The 2024 legislative session so far: A series
Despite promising a short to-do list, the 2024 legislative session is off to a busy start. Over 500 bills have been introduced in the House first week of the session,…
What happened in Vegas didn’t stay in Vegas for the Three Affiliated Tribes of the Fort Berthold Indian Reservation. As word of the North Dakota tribes’ $115 million venture into real estate on the Las Vegas strip has spread, so have the questions and controversy surrounding it. Some tribal members have criticized not only the investment of tribal oil and gas revenues that could be put to use on the reservation but also the process behind the venture in a detailed report by the Las Vegas Review-Journal.
Cattle rancher Todd Hall was standing on land near the Las Vegas Strip, surveying real estate his tribal government had purchased more than 1,000 miles from their reservation.
The Three Affiliated Tribes of the Fort Berthold Indian Reservation spent $115 million for land along Las Vegas Boulevard over the past three years without concrete plans for the sites or public votes on most of the spending. Hall and other critics say the tribal government has lacked transparency, and they contend there are plenty of needs — and other ways to spend the money — back home in North Dakota.
“I’m not against business, but to buy land with no plan doesn’t make sense to me,” Hall said in April during a visit to Las Vegas to protest his leaders’ actions and see what the tribes bought.
The tribes, also known as the Mandan, Hidatsa and Arikara Nation, quietly began buying up land on the infamous strip three years ago, accumulating 23 acres for a potential development.
MHA Nation’s governing body, the Tribal Business Council, regularly votes on real estate deals and other expenditures. But the Las Vegas Review-Journal’s inspection of council minutes and other tribal documents posted online since 2020 found no public votes or resolutions on two of its three real estate acquisitions along the Strip.
These include its nearly $93 million purchase last year of most of the former Route 91 Harvest festival site, the scene of the deadliest mass shooting in modern U.S. history in 2017.
It’s not clear what tribal leadership ultimately intends to do with the real estate. But MHA Nation Chairman Mark Fox shrugs off criticism of his Vegas venture and appears confident the bet will pay off in the long run for the reservation’s 7,500 residents.
After every purchase in Las Vegas, Fox said tribal leaders did not have concrete plans for the real estate. But he previously said their options include developing a casino-resort or flipping the land to new owners.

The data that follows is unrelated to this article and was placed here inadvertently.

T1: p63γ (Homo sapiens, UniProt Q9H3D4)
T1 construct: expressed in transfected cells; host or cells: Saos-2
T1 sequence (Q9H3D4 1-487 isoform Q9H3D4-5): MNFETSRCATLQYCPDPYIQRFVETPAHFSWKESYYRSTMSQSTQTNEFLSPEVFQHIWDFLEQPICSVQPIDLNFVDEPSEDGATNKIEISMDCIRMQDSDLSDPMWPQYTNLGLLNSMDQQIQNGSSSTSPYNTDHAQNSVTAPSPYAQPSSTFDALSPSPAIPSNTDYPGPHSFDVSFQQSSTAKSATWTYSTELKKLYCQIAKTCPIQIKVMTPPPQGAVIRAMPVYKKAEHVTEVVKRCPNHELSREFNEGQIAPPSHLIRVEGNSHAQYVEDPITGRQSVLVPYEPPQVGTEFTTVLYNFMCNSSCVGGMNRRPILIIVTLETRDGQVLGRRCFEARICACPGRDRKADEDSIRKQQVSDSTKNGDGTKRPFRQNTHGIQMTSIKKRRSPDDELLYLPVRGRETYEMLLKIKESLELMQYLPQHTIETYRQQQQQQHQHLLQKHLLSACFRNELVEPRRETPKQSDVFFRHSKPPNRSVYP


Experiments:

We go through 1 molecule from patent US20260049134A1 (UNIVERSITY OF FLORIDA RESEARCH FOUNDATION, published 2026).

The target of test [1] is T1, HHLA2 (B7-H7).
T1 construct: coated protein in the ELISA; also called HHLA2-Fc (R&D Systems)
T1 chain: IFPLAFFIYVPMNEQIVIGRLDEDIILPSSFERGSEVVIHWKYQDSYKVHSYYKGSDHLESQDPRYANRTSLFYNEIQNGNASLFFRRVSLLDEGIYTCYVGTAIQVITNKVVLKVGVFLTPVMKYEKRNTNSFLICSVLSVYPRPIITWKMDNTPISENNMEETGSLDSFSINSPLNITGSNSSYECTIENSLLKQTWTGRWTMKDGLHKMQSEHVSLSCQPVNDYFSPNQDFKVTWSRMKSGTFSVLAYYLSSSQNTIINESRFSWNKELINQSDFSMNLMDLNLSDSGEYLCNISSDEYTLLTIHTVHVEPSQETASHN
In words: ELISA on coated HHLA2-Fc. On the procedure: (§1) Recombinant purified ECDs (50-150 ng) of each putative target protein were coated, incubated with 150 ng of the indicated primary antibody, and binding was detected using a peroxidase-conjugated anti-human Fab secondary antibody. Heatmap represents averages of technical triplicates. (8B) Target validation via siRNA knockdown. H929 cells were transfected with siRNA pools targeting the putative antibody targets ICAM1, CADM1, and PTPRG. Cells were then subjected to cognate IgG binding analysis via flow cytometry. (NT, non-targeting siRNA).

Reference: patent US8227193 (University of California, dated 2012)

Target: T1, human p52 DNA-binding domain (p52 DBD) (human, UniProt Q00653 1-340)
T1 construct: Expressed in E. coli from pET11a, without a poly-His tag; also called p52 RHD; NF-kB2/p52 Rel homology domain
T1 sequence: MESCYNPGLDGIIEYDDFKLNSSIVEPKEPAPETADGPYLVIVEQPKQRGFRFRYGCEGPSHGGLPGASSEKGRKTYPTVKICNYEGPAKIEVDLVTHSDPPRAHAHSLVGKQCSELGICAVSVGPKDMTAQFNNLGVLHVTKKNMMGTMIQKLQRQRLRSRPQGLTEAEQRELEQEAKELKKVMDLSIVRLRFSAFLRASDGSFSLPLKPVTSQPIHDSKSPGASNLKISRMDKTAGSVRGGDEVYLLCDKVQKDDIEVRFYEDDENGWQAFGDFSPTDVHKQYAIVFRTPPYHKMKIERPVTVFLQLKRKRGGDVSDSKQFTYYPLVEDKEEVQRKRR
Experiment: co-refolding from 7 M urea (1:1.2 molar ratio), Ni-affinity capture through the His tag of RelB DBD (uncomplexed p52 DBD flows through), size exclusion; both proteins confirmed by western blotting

In his statement for this story, Fox said the investment in Las Vegas is a sound one, and as property values keep rising, the Tribal Business Council can reinvest the profits “back into the welfare and sovereignty of our people.”
He also said tribal leaders have “not committed to any specific project plan yet, but intend to do so in the near future when the time is right.”
The Three Affiliated Tribes has operated a casino on the Fort Berthold Indian Reservation for years. The venture in Las Vegas comes amidst an upswing in activity on the strip by other tribes from across the country, according to the Nevada Independent.
The gaming arm of Connecticut’s Mohegan Indian Tribe has been operating the casino at the off-Strip Virgin Hotels Las Vegas since March. In May, Southern California’s San Manuel Indian Tribe said it was acquiring the off-Strip Palms Casino Resort for $650 million from Red Rock Resorts.
Also, Florida’s Seminole Indian Tribe controls the name and trademarks for Hard Rock Las Vegas and has been actively looking at potential acquisition prospects along the Strip.
Yet even if the tribes hit the jackpot in Vegas, the problems closer to home keep piling up, despite hundreds of millions of dollars in gas and oil tax revenue generated by deposits on the reservation in recent years.
Energy development brought economic opportunities to Fort Berthold but also overwhelmed its transportation infrastructure and strained law enforcement and health care facilities, Tribal Business Council member Monica Mayer said in written testimony to the U.S. House of Representatives in 2019…
The tribes had an “immediate need for about $825 million for paved road construction and about $685 million to maintain and resurface those roads,” and an “immediate need of $270 million for housing and $160 million for housing related infrastructure,” she wrote.
They also needed $10 million for their drug enforcement agency and $75 million for social services and public safety, according to Mayer.
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